Last night, I tuned in to the first episode of this season’s “The Celebrity Apprentice” on NBC.
I’d planned to watch for the sure-to-be-obnoxious antics of ousted Illinois Governor Rod Blagojevich (I was not disappointed), but I was pleasantly surprised to see that Curtis Stone was part of the cast. Stone, that hunky, Australian chef who makes regular appearances on network and cable TV shows, is reason enough to check my local listings. But I digress.
Last night’s show was an interesting case study on men and women in business and in life. It clearly demonstrated how differently men and women think about their worth and abilities, and how these thoughts ultimately determine the heights we attain in life and work.
In the show, two teams–one comprised of men, the other of women–were each charged with running a diner in New York City. Each team had to design its own marketing strategy, create and prepare its own menu, and determine pricing. The money raised through food sales and tips would benefit charities of their choice.
The women charged $25 per burger and raised $24,000 in tips. The men charged $100 and up per burger and raised more than $46,000 in tips.
How was this possible? The line for the women’s diner spanned several city blocks, and they couldn’t bus or turn tables quickly enough to accommodate new diners. But the men weren’t so lucky. Hungry diners trickled into their eatery, and several even walked in, saw the prices, and left. Still, the men raised nearly double what the women did in tips. How?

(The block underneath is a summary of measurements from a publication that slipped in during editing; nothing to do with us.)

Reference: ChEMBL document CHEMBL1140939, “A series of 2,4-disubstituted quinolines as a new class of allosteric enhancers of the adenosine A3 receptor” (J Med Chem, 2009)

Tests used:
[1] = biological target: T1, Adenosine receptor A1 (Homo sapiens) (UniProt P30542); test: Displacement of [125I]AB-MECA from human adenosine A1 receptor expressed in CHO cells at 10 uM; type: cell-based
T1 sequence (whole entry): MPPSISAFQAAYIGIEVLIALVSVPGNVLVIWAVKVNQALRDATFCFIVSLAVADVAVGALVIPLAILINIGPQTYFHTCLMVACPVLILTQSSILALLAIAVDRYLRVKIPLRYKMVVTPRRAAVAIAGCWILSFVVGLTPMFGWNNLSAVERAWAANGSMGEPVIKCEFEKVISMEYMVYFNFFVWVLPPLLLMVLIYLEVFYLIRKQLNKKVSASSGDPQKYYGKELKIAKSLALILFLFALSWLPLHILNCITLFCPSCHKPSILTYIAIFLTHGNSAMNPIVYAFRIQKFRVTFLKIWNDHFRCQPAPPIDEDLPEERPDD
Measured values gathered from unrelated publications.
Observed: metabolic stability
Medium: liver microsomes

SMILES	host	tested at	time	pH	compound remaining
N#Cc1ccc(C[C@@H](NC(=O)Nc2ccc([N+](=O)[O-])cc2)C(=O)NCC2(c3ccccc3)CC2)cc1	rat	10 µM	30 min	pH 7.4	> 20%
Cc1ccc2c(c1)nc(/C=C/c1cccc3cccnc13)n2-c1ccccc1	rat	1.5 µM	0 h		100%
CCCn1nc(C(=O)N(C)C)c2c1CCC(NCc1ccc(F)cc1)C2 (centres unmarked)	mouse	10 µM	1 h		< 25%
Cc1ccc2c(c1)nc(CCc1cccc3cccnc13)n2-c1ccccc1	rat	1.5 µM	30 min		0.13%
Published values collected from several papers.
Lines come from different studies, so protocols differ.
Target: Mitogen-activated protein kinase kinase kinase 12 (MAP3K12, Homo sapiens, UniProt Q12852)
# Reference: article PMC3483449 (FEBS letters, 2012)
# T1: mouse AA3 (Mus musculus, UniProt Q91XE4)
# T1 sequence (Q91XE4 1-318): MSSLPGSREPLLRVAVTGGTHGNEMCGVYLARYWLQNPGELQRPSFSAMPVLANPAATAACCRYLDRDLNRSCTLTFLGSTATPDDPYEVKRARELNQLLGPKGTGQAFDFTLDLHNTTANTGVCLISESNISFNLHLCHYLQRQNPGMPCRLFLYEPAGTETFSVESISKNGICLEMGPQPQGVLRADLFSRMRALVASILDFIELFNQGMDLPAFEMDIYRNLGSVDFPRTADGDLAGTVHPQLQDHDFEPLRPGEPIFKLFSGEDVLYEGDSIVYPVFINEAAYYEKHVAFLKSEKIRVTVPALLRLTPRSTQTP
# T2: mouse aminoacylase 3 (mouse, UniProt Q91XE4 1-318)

On a purely superficial level, the men had confidence in their product (a truffle burger made by a gorgeous chef), the willingness to market that product to the proper demographic (those who were willing and financially able to pay for the burger), and the confidence that they’d be successful.
In contrast, I believe the women lost because they didn’t really expect to win. That’s why they didn’t put a lot of effort into marketing to or attracting the right clientele. Their defeatist mindset was exposed in the boardroom, where, when asked by Donald Trump why they didn’t charge more, Project Manager Cyndi Lauper sheepishly said, “I felt people couldn’t afford it.” To which Trump replied, “You were in a better location with more traffic; you should’ve won.”
And so should you. It sounds cliche’, but whether you win or lose often really is a matter of what you expect. What we expect typically is what we attract. That’s why I’m expecting to run into a Curtis Stone look-alike any minute now. And if he happens to be standing behind a grill selling ridiculously-priced burgers, I’ll take mine well-done.